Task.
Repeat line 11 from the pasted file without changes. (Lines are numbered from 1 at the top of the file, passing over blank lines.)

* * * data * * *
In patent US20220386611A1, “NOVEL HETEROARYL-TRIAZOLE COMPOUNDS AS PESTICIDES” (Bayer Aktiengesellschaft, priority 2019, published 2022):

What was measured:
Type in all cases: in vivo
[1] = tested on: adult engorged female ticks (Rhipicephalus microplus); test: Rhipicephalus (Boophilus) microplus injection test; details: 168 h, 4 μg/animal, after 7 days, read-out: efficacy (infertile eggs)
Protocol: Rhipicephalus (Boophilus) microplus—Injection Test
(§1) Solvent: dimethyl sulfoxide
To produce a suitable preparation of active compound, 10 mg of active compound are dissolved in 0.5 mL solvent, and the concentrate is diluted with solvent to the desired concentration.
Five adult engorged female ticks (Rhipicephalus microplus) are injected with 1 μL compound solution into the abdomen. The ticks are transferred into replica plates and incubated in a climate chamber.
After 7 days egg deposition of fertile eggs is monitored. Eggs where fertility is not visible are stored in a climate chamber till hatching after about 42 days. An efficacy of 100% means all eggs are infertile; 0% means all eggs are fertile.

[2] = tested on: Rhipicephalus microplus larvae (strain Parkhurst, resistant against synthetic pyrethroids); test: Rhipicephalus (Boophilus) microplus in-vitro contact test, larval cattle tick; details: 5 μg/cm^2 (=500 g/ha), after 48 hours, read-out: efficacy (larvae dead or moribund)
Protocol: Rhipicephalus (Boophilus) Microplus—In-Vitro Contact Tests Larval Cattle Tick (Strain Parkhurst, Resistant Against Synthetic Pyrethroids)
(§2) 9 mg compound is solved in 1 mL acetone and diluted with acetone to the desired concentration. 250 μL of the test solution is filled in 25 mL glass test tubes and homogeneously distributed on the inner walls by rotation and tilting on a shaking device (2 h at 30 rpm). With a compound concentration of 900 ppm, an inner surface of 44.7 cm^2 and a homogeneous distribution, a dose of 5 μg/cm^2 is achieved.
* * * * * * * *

Protocol: Rhipicephalus (Boophilus) Microplus—In-Vitro Contact Tests Larval Cattle Tick (Strain Parkhurst, Resistant Against Synthetic Pyrethroids)